Acting like a Tough Guy: Violent-Sexist Video Games, Identification with Game Characters, Masculine Beliefs, & Empathy for Female Violence Victims

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“The present research is in line with previous studies showing that violent video games can desensitize individuals to real-life violence [4,31], including violence against women [6]. More important, it moves beyond the question of whether violent games are harmful per se to address the important questions of who is most likely to be harmed by violent-sexist video games, and through what mechanism does the harm occur.

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A possible answer to the “who” question is players that identify with the violent-sexist game character. Results support the prediction that playing violent-sexist video games increases masculine beliefs and decreases empathy for female violence victims, especially for boys and young men who highly identified with the male game character. Previous research has shown that video games are especially likely to increase aggression among players who identify with violent game characters [11], and that a reduced empathy is one of the major predictor for aggression against women [32]. Exposure to media violence is one of the many factors that can influence empathy levels [33]. Violent video games, in particular, might reduce empathy levels because players are linked to a violent character. If the video game is a first person shooter, players have the same visual perspective as the killer. If the video game is third person, players control the actions of the violent character from a more distant visual perspective. Because they are forced to adopt the visual perspective of the perpetrator, it is difficult for players to put themselves in the shoes of the victim. In general, we argue that it is important to take individual differences into account when considering violent video game effects (see also [34]).

Image result for violent sexist games

A possible answer to the “why” question (i.e., through which mechanism) is masculine
beliefs. Results showed that masculine beliefs were negatively related to empathic feelings for female violence victims. To our knowledge, the present research is the first to elucidate the underlying mechanism that links violent video games playing to desensitization of violence against women.

Speaking to the specificity of our effects, it is noteworthy that type of video game played directly affected identification with the game character and masculine beliefs, whereas it did not directly affect empathy for female violence victims. However, we found an indirect conditional effect of violent-sexist games (vs. only-violent vs. neutral) on empathy, which consistently emerged through the mediation of masculine beliefs and the moderation of identification with the game character. Accordingly, the effects were statistically significant only for highly identified male participants who played the GTA games, which are both violent and sexist. We found no significant effects for violent-only or nonviolent video games on masculine beliefs or empathic feelings. As in previous research (e.g., [8]), gender differences in identification with the game character emerged (i.e., males identified more with the male game character than females did). In addition, males had higher masculine beliefs than females did. This finding can be interpreted in light of the theoretical framework of identification with a virtual character. Video game identification has been considered as an altered experience of the self, in which players may come to perceive themselves to actually be their game character, thus assuming the character’s point of view [13]. This process has been described also as “an imaginative process” involving cognitive, emotional, and motivational dimensions ([35], p. 250). The player shares the character’s perspective (cognitive), feelings (emotional), and goals (motivational) [35,36,37]. Furthermore, identification with a virtual character has been found to be greater in video games with an articulate plot, in which the assigned role fosters a sense of “vicarious self-perception” [38]. This is the case with GTA, in which players assume the role of a man who is aggressive, misogynistic, cruel, and greedy. Since that, it is not surprising that we found that male players who identified with the main video game character ended up adopting his point of view more easily than female players, as indicated by an increase in masculine beliefs and a decrease in feelings of empathy for female violence victims.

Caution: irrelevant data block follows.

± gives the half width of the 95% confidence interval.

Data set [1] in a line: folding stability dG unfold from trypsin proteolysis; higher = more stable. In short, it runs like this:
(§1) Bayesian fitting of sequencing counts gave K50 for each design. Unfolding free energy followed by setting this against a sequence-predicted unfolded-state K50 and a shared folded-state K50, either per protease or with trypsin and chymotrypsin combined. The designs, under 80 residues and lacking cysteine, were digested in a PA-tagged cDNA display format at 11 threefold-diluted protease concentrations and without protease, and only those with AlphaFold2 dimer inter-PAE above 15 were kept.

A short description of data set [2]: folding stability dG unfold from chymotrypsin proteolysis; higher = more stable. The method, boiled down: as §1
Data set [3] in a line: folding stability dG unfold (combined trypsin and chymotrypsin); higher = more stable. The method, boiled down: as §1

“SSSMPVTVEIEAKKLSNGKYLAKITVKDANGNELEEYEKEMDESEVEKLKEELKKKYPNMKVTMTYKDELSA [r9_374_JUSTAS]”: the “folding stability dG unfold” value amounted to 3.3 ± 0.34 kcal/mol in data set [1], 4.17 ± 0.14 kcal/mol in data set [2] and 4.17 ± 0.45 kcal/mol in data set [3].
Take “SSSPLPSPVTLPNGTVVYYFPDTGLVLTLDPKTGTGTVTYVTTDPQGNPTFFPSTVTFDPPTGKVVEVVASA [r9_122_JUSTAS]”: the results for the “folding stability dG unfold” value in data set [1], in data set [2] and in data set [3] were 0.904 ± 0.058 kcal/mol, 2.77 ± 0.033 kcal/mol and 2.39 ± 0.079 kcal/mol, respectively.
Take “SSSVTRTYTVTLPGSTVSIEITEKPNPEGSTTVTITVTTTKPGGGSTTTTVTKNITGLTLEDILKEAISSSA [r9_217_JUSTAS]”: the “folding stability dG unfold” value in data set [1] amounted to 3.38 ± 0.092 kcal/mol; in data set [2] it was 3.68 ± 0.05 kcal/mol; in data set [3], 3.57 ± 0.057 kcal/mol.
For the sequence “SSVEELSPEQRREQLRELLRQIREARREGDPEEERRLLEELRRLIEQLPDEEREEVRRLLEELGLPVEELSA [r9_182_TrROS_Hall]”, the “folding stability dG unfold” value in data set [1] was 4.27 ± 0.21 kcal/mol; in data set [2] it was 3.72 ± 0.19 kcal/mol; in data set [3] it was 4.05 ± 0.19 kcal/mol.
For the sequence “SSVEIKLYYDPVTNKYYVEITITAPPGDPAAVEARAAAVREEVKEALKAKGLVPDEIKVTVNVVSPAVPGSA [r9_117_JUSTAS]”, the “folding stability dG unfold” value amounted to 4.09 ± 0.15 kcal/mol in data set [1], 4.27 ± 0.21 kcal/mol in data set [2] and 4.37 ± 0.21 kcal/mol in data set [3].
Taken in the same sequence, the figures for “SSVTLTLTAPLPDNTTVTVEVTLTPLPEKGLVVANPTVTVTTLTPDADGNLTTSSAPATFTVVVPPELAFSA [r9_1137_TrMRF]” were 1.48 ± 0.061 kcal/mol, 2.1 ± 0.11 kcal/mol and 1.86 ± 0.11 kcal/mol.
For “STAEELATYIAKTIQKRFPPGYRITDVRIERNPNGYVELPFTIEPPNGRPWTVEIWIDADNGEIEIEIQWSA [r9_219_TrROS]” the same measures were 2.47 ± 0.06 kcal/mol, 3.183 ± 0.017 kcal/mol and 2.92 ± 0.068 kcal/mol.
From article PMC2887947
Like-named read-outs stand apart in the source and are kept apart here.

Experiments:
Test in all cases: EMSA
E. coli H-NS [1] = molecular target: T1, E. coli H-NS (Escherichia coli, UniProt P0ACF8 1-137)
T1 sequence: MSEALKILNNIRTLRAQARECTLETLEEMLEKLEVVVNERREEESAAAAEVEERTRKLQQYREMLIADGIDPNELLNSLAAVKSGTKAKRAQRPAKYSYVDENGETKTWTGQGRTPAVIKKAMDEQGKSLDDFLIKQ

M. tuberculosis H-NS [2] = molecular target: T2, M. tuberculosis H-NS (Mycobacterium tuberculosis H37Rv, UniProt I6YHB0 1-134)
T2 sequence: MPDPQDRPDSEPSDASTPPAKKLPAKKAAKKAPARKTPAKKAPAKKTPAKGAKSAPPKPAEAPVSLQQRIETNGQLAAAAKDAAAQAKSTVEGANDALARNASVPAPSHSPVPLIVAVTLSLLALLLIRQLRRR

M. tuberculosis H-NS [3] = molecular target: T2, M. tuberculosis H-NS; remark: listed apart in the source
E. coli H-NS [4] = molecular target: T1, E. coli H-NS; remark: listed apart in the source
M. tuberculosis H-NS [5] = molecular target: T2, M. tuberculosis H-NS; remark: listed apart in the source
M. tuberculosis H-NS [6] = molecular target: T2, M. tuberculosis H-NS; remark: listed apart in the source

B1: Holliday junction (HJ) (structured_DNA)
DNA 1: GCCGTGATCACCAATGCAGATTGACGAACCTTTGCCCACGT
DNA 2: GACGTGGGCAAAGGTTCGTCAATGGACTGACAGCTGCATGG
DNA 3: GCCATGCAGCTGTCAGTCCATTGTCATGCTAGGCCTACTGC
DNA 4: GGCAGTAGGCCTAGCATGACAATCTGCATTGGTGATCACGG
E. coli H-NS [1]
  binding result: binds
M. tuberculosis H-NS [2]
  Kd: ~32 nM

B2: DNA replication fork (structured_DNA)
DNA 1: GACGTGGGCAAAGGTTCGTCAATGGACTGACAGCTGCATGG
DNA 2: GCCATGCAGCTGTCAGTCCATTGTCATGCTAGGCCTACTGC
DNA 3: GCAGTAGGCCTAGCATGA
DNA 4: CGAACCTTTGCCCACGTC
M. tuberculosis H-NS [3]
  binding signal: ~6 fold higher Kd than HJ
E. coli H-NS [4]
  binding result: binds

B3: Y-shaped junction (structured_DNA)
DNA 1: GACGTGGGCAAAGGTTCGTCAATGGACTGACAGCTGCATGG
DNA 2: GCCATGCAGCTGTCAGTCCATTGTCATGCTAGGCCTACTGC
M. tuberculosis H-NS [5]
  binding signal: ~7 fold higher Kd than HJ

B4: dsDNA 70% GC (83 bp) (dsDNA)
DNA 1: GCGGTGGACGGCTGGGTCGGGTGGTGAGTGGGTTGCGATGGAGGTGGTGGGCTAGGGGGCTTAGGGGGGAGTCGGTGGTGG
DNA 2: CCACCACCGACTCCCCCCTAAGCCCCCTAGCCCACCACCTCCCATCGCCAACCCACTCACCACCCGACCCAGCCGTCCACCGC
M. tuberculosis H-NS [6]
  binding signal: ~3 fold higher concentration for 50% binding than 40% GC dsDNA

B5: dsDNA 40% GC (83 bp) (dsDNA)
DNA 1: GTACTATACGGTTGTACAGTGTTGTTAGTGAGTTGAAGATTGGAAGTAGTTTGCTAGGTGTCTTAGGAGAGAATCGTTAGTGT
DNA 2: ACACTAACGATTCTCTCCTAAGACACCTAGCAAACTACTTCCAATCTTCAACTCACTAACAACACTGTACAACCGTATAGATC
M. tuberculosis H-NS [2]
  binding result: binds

Image result for violent sexist games

This investigation of virtual representations of males and females in video games is
extremely relevant, because video games have distinct features compared to other forms of media [5] and different effects on males and females. Unlike images in traditional media, game characters are designed to respond to a user’s actions [39], which can promote a powerful experience that goes beyond passive media consumption. Often these interactions mirror communication in the physical world, and users often react to virtual situations in natural and social ways [39,5].”

Gabbiadini, Alessandro, Paolo Riva, Luca Andrighetto, Chiara Volpato, and Brad J. Bushman. 2016. “Acting Like a Tough Guy: Violent-Sexist Video Games, Identification With Game Characters, Masculine Beliefs, & Empathy for Female Violence Victims.” PLoS ONE 11(4). [Emphasis and pictures not in original.]

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